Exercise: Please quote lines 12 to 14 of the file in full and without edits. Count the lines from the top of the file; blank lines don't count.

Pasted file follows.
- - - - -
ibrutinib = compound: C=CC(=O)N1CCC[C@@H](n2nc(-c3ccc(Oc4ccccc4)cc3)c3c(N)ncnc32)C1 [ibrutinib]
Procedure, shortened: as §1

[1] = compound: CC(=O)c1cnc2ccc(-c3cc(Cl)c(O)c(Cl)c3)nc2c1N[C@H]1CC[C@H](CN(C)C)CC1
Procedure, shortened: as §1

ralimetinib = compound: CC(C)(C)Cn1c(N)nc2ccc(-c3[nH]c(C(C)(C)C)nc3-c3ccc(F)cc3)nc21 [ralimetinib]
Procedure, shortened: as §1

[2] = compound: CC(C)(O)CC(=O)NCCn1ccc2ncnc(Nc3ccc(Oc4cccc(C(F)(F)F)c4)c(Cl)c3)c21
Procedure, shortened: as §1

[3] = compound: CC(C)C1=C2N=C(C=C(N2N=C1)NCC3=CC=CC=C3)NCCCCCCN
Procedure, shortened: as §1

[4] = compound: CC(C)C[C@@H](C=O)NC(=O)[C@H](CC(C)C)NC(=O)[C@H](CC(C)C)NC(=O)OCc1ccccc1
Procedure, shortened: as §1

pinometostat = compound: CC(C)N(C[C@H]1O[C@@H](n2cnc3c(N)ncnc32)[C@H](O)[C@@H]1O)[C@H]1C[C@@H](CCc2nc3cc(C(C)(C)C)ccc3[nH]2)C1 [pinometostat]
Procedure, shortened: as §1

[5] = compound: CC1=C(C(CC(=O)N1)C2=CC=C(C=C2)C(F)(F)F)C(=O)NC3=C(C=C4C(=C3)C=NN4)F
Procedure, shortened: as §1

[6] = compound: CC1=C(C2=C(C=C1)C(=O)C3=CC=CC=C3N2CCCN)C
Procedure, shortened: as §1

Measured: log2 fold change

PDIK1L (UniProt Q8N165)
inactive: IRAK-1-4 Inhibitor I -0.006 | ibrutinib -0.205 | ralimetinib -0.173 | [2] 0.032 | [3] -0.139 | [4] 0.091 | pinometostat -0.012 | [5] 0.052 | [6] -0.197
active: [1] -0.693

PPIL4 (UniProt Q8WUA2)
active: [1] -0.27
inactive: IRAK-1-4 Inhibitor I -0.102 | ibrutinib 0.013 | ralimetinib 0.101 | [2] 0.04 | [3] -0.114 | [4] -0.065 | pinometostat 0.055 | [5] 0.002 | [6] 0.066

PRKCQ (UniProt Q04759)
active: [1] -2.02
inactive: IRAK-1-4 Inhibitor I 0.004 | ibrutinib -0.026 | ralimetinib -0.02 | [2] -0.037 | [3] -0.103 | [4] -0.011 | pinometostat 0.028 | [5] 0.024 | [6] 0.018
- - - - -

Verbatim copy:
Procedure, shortened: as §1

pinometostat = compound: CC(C)N(C[C@H]1O[C@@H](n2cnc3c(N)ncnc32)[C@H](O)[C@@H]1O)[C@H]1C[C@@H](CCc2nc3cc(C(C)(C)C)ccc3[nH]2)C1 [pinometostat]
Procedure, shortened: as §1